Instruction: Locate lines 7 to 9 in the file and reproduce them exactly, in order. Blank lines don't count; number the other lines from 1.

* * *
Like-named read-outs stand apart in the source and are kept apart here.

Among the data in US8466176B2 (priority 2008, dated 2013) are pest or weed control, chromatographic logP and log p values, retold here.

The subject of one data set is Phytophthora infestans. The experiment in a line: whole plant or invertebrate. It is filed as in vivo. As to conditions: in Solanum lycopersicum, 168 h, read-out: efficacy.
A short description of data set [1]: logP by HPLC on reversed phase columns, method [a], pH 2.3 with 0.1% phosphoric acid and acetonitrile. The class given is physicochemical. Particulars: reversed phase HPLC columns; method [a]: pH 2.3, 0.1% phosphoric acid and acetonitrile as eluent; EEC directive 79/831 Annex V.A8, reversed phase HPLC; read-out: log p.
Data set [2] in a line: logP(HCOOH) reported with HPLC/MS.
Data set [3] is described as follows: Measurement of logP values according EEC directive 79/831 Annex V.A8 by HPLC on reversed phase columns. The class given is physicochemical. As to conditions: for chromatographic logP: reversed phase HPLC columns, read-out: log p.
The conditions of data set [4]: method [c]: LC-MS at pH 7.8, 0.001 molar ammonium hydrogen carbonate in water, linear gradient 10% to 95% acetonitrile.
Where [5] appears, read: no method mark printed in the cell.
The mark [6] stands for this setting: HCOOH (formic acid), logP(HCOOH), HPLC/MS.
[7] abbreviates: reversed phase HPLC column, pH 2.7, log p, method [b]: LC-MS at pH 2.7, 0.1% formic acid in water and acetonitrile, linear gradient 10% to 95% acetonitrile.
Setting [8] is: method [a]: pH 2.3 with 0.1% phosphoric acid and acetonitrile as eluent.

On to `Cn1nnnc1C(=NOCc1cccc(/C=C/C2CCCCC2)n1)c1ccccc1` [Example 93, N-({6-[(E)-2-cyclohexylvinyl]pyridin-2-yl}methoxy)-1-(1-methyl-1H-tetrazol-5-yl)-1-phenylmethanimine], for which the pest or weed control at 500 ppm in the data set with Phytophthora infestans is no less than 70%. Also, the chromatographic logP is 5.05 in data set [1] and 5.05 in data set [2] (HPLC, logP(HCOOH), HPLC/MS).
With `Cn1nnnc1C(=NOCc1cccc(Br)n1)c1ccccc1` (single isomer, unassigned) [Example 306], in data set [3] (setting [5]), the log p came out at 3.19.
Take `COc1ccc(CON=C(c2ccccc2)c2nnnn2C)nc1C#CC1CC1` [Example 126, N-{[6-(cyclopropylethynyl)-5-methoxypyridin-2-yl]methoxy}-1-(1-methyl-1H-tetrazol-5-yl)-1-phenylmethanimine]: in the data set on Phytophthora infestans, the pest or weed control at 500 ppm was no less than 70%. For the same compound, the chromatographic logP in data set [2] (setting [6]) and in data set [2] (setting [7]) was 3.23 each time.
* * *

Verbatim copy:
The conditions of data set [4]: method [c]: LC-MS at pH 7.8, 0.001 molar ammonium hydrogen carbonate in water, linear gradient 10% to 95% acetonitrile.
Where [5] appears, read: no method mark printed in the cell.
The mark [6] stands for this setting: HCOOH (formic acid), logP(HCOOH), HPLC/MS.